This implies that in 50,000 years, a species can undergo at the very maximum a 0.005% total change in its DNA through the traditional point mutation mechanism of genetic change during a speciation. Given that genetic variation within a species can range much higher than 1%, this very small amount of genetic change possible during a speciation event seems insufficient to justify the many rapid and large transitionless morphological jumps in the fossil record which punctuated equilibrium purports are possible during speciation. Though some evolutionary biologists believed the rapid appearance of species could be accounted for by neo-Darwinian population genetics, they were critical of punctuated equilibrium: "[S]ome of the genetic mechanisms that have been proposed [by proponents of punctuated equilibrium] to explain the abrupt appearance and prolonged stasis of many species are conspicuously lacking in empirical support. Thus, we do not feel logically compelled to abandon neo-Darwinism in favor of the theory of punctuated equilibria."22 Gould would probably claim he was not abandoning neo-Darwinism, but yet he did propose some new forms of macro-mutations which were lacking in empirical support. Appealing to traditional neo-Darwinian mechanisms of mutation requires too much change in too little time. And in the end, fossils documenting this gradual change are generally conspicuously absent. If there is no validated mutational mechanism which can account for the necessary rapid rate of biological change during speciation events, then perhaps evolution is without a reasonable explanation for the lack of transitional forms in the fossil record. Regarding these fossil jumps, Michael Denton writes: "[M]ajor discontinuities simply could not, unless we are to believe in miracles, have been crossed in geologically short periods of time through one or two transitional species occupying restricted geographical areas. Surely such transitions must have involved long lineages including many collateral lines of hundreds or probably thousands of transitional species.23 The Origin of the Animal Phyla:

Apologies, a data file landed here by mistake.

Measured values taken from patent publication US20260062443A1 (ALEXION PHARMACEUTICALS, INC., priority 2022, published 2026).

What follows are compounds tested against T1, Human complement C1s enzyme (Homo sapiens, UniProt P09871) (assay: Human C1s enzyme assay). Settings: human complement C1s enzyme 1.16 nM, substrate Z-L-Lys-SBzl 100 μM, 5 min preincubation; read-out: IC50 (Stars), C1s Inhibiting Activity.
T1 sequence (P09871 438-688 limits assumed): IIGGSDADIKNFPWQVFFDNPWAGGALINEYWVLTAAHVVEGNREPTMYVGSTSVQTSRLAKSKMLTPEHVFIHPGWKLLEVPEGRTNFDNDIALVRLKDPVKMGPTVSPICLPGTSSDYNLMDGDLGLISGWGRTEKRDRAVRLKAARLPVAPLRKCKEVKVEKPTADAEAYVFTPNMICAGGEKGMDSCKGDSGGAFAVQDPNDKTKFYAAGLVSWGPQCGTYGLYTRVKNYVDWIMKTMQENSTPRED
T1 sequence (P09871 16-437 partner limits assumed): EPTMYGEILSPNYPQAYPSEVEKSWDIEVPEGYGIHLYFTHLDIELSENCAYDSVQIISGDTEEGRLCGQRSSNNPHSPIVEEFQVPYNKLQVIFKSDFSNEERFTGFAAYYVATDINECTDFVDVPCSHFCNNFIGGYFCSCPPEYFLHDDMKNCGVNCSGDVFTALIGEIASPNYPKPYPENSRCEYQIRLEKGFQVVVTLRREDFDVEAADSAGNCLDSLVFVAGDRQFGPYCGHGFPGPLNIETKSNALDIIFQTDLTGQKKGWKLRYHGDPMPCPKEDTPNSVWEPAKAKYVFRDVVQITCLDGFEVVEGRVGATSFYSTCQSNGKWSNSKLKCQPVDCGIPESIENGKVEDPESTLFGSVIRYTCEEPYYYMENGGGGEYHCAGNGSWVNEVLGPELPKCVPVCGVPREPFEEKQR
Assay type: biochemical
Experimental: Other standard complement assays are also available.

According to paleontologists, almost all of the major living animal phyla appear in the fossil record during the Cambrian Period, about 550 million years ago (see Figure 4). This takes place within a 5-10 million year period which has been called the "Cambrian Explosion." It is unlikely that any theory of evolution can account for the lack of transitional forms, because it must generate simply too much biological complexity too quickly: "It follows that 6-10 million year in the evolutionary time scale is but a blink of an eye. The Cambrian explosion denoting the almost simultaneous emergence of nearly all the extant phyla of the Kingdom Animalia within the time span of 6-10 million years can’t possibly be explained by mutational divergence of individual gene functions."24 Before the Cambrian, very few fossils having anything to do with modern animal phyla are found in the fossil record: "Most of the animal phyla that are represented in the fossil record first appear, ‘fully formed’ and identifiable as to their phylum in the Cambrian some 550 million years ago...The fossil record is therefore of no help with respect to the origin and early diversification of the various animal phyla..."25 Though this quote is from an invertebrate zoology textbook, it is now known that even vertebrates--fossil fish-- appear in the Cambrian Explosion.26 Many have claimed the explosion is the result of a gap in the record,27 however some prominent paleobiologists stated the Cambrian explosion, "is real; it is too big to be masked by flaws in the fossil record."28 Some have also cited that some Pre-Cambrian fossils, such as fossil embryos, have been discovered. However, Stephen Jay Gould stated regarding the discovery of a very few number of pre-Cambrian fossils that, "[n]ew evidence of very early branching of animal phyla in no way disproves the reality of the Cambrian explosion."29 Meyer, Nelson, Chien, and Ross note:

[T]he suddenness of the appearance of animal life in the Cambrian, "the Cambrian explosion" has now earned titles such as "The Big Bang of Animal Evolution" (Scientific American), "Evolution’s Big Bang" (Science), and the "Biological Big Bang" (Science News).30
A Pattern of Explosions:
The Cambrian Explosion is by no means the only "explosion" in the fossil record. One evolutionist concedes that for the origin of fishes, "this is one count in the creationists' charge that can only evoke in unison from paleontologists a plea of nolo contendere [no contest]."31